May 27, 2020
Aunt Flo, shark week, that time of the month, your red-headed
friend: whatever you call your period, menstruation is a natural
bodily function that happens to 50% of the population.
For the majority of us, we take our monthly supplies for
granted. But what happens if you’re homeless, or if you have to
choose each month between purchasing groceries or paying for your
feminine hygiene supplies?
On today’s show, Sara chats with Geoff Davis, Executive Director
of Period Kits, who is helping to solve that dilemma by providing
period kits and dignity to that vulnerable segment of our
population who need them the most. Misasha joins Sara to discuss
ways to get involved on a local level.
Listen in to this inspiring story and learn how you can make a
Have questions, comments, or concerns? Email us at
What to listen for:
- Geoff provides an overview of the founding of Period Kits.
- Each kit contains a 3-month supply of these products:
- 40 tampons
- 20 pads
- 20 liners
- 1 pack of personal wipes
- 6 pairs of underwear
- Geoff describes how women deal with menstruation when they
can’t afford products.
- Each year in January, Denver organizations go out with food and
blankets and do a “point in time” survey to capture the number of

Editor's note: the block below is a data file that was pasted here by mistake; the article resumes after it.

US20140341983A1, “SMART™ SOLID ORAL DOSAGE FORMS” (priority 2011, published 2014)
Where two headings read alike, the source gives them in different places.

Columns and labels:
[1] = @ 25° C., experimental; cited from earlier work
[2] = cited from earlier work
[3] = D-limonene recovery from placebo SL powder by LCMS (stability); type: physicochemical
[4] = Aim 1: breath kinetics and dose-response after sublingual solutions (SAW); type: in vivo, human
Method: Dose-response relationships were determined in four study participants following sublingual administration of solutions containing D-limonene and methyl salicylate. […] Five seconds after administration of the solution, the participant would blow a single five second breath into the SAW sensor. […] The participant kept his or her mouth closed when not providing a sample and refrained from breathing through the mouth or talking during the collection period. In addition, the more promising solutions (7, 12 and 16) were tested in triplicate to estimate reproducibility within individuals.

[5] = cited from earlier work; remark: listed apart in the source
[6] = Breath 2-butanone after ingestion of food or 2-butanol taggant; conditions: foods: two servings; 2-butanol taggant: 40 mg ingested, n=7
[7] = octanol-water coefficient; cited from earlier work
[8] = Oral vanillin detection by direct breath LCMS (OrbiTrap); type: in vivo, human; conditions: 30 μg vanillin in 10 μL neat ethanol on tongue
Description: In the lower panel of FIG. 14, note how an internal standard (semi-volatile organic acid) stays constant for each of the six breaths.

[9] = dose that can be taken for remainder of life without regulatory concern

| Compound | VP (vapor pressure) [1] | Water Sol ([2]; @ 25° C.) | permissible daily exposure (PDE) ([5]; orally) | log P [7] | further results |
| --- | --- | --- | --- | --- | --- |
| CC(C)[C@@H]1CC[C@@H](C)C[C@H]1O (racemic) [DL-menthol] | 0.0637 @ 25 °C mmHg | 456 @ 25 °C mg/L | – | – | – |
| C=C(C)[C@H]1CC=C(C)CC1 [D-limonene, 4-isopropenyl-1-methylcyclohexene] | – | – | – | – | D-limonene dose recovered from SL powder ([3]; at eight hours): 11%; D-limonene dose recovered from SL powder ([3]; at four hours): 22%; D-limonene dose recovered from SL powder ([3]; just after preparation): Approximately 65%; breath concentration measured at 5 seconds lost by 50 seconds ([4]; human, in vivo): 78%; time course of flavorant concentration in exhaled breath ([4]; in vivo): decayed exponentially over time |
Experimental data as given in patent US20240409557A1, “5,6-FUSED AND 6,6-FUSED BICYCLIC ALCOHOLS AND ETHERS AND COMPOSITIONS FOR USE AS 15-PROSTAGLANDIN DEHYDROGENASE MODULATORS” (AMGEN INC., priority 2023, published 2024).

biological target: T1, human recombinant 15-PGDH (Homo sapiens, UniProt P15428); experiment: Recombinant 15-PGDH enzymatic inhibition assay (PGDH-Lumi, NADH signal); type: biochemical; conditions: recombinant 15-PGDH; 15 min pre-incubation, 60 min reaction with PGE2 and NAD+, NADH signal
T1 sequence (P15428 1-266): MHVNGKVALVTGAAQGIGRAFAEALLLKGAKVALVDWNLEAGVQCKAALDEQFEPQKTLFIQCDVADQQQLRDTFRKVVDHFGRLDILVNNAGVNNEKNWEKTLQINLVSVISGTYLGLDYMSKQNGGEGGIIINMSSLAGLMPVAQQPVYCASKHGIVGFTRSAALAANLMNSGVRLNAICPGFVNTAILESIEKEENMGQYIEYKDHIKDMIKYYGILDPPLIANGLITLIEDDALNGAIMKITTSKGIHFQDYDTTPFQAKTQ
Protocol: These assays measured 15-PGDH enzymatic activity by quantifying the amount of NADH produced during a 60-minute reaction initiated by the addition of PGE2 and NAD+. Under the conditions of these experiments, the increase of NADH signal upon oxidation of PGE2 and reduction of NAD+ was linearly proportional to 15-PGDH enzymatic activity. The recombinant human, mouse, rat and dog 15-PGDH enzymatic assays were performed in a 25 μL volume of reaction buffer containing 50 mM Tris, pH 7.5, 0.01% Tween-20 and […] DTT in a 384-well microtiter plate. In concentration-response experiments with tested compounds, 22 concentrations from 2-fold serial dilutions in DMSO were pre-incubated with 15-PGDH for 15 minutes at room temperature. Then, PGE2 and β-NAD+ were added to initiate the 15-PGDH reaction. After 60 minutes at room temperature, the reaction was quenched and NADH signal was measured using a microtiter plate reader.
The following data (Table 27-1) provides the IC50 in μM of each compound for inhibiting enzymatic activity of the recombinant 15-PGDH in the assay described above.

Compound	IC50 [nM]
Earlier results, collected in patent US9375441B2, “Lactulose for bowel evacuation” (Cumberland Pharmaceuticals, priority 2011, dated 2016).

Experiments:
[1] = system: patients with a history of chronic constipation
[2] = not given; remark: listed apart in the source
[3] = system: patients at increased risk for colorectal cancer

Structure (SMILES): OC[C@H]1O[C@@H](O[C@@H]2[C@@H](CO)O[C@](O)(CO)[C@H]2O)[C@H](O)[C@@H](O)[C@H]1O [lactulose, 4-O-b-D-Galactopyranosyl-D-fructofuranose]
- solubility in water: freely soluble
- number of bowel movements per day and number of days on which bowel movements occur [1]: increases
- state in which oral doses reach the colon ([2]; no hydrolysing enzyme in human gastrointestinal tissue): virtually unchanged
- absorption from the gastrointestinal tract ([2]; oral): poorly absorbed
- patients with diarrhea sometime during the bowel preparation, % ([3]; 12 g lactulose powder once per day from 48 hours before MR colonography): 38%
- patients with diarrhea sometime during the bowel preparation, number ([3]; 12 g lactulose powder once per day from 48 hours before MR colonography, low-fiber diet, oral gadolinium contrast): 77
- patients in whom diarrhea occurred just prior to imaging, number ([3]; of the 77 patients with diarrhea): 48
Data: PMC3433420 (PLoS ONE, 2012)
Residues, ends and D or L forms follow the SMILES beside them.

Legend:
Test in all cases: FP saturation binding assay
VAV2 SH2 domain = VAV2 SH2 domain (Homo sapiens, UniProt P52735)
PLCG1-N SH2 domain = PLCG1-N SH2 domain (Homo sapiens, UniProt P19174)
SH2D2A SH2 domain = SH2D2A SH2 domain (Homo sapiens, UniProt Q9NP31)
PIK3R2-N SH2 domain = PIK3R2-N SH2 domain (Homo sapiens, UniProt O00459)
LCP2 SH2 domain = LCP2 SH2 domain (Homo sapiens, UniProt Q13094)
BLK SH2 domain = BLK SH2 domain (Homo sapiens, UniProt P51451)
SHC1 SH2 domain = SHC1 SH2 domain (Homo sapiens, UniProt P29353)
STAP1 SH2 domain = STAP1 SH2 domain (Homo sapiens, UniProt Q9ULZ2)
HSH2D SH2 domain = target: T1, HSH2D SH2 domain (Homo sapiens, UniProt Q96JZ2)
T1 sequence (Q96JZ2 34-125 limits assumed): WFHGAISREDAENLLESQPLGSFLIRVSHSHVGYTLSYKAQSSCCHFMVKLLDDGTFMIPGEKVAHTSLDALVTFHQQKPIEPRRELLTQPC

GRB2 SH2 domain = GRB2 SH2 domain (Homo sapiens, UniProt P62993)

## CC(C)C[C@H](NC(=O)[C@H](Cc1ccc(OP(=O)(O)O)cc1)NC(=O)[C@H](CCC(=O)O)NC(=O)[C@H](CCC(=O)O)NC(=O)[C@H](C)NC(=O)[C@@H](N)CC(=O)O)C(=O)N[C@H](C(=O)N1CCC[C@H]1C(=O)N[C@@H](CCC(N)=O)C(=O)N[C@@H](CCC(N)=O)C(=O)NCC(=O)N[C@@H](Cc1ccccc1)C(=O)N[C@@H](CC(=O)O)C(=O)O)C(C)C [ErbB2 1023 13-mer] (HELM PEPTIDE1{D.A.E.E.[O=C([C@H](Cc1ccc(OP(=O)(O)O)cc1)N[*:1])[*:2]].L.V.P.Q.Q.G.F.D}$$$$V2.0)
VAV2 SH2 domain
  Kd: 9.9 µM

people who are unstably housed.
- These numbers are not exact, but the survey captures about one
in two people for various reasons.
- Geoff explains how they build the kits and the number of kits
they provide each month.
- They are not able to keep with the demand from organizations
and schools that are requesting Period Kits.
- Geoff is using Period Kits as a way to campaign for broader
change in our society.
- The city of Denver removed menstrual products from the city
sales tax because they’re classified as medically necessary, but
the state tax still applies because it would cost them to lose
about big money out of their budget.
- Sara shares the costs of feminine hygiene products over the
course of a woman’s life.
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Period Kits - Denver
Blossom Project - San Francisco
Helping Women Period - Michigan
The Homeless Period Project - South Carolina
Shanicia Boswell of Black Moms Blog brought it to our
attention that you can donate period products to your local
homeless shelters as well.